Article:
“You got taller,” she said to the boy, though he wasn’t a boy anymore, and he flew every summer, visiting his father, who’d been living in the same place ever since the boy had been a toddler.
This time the boy responded to the mom, “No, you just got shorter.”
She had to look up to see him, and she told him that, and she said she liked his haircut, which was another thing she usually said to him after he went to see his father.
They stood at baggage claim, and this time he had two bags, though he’d left with one, and that was also not unusual. There was probably money in his pocket, much more than he had left with, and there was also his tuition.
They stood there at the carousel, with all the other passengers, and she asked him how his flight was and he said, “There was more than one.” He shifted his backpack, said, “You know I had to transfer.”
He talked about the bear he helped dissect at his father’s workplace. He’d gone swimming in a lake and made a castle with his brother. He said he gave his brother baths and changed his dirty diaper.
The carousel started moving and they watched and waited, which also was familiar. Each year, they’d moved from one state to the next, and even the airports were never very different.
She watched the bags turn on the belt and she saw that picture in her head: at another airport, her boy at two. He wore orange pants that had been too big when she had packed them. He was carried by his father, and then the father put him down.
She ran to him.
The boy, he only stood there, hands in the air.
Her baby cried, so she lifted him and bounced him. Her hip was bruised. Her husband had the car, even held the title. He was at practice, teaching girls to hit the puck. Later, he would cry and say, Is that okay? about the girl then, and he would ask her to pretend that she was younger, polishing her nails while she let him do things to her. She pictured the baby asleep, the ham in the freezer. The girl. He would say thank you. He would say thank you, thank you, thank you, collapsing into her arms like a toddler.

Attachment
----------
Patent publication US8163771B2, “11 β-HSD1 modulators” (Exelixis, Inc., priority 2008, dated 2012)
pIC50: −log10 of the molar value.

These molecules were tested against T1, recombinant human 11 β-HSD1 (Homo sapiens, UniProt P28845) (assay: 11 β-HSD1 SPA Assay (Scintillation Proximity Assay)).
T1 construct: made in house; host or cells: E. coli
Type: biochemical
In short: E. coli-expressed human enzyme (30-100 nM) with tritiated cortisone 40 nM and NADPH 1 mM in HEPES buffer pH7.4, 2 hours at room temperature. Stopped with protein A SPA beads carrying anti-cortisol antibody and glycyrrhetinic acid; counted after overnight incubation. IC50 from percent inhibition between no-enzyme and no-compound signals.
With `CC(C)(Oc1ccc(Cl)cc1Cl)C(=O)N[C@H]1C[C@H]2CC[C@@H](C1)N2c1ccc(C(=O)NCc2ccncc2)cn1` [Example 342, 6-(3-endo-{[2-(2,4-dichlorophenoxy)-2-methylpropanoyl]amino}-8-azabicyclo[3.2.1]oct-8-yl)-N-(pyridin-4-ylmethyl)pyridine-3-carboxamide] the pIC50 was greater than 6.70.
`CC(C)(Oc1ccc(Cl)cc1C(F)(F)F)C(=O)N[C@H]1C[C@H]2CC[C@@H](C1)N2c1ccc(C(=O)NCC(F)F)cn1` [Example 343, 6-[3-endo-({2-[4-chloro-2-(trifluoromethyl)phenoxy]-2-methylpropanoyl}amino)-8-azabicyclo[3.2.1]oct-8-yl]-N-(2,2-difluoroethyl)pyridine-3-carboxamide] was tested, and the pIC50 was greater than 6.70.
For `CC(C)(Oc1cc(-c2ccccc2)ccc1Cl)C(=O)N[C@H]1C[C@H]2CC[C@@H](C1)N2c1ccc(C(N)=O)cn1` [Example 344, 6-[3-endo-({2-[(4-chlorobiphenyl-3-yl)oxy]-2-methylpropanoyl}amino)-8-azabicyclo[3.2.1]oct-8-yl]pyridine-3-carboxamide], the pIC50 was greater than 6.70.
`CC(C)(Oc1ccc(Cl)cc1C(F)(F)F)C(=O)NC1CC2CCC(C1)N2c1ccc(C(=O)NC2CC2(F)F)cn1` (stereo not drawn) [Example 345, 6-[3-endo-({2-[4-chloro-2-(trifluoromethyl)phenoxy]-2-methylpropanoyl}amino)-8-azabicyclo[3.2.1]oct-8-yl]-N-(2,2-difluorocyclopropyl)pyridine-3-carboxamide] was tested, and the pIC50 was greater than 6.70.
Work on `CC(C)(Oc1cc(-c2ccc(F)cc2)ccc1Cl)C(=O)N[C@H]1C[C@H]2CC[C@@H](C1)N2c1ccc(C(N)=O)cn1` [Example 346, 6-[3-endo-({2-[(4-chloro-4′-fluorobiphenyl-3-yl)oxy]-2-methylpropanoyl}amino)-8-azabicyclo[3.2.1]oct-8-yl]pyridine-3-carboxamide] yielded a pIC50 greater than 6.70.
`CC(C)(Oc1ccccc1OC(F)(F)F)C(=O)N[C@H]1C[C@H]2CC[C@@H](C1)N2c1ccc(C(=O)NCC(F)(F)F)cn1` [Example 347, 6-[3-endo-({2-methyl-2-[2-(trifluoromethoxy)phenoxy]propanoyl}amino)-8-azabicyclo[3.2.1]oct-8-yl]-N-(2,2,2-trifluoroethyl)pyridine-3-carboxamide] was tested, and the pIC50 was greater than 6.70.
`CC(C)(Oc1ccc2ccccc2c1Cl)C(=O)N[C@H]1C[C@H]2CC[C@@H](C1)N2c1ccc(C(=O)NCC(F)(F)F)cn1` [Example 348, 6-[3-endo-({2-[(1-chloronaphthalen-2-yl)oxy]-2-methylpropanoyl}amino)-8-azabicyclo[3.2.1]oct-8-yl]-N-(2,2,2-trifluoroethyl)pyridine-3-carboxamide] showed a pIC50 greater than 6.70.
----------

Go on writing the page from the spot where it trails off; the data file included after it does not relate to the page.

She looked in the mirror. The sweatshirt said Go, only backwards.
It Was Hard to Get Off
She put her wardrobe into boxes, and found a hooded sweatshirt from a track coach. Old and too big for her, and the last she heard her coach was Mafia. The shirt said Go, and she remembered him pushing her, saying she could do it. She found a shirt from an ex. She put it on. It was brown and cotton and from Mexico and she’d washed it too many times and it was too small and pinched her arms like the boyfriend. She took off the shirt. It was hard to get off. She put the shirt in the pile that would go to Goodwill. No, she said, then she put it in the trash pile. She put the sweatshirt on again and looked at all the boxes. Clothes were everywhere and there was more ahead and she almost wanted to quit already. She looked in the mirror. The sweatshirt said Go, only backwards.
He was mostly into curve balls. He handled the ball in odd ways, not holding the way you were supposed to, with your fingers in the right holes, lining up, getting centered. He bowled as if it were a dance, a slow one with a beat you made up from the inside. He had his own ball and shoes at home, he left them there, forgetting them until his mom reminded him he had them. Tonight they’d rented three whole games: the boy, his mom and dad, his aunt and that one grandma, and tonight his dad said he was older and finally mature now.
Tonight at first, he bowled gutters. He’d already had one whole day of softball, a big tournament where he was captain and shortstop. Then his dad arrived, his flight surprisingly on time and they played hoops, the two of them, the father almost winning; the aunt and that one grandma, they’d been in town a couple of days already, and they hadn’t seen the boy’s dad since that time before the boy was even born.
The other lanes had leagues and this boy, the graduating senior, waved to some people who he knew from the place where he served burgers.
He had a grace to him, and asked if he could get anyone a soda. They all wanted Cokes and the grandma said a beer please, and the boy’s father went and ordered, delivering while the pins clinked and banged and rattled.
They played in their two lanes, picking up their balls and rolling them, sometimes after aiming, watching down the lanes, and then they sat, they went on with their small talk. Drinking all their stuff, sometimes clapping when a strike came.
You sat and then you waited. You took turns and you tried to be kind and look comfortable. You found your ball and rolled. You let it go, and you watched, waiting for the topple.
Kim Chinquee is the author of Oh Baby: Flash Fictions and Prose Poetry (Ravenna Press), the forthcoming Big Cages (White Pine Press), and is co-editor of Online Writing: The Best of the First Ten Years (Snowvigate Press). She lives in Buffalo, New York.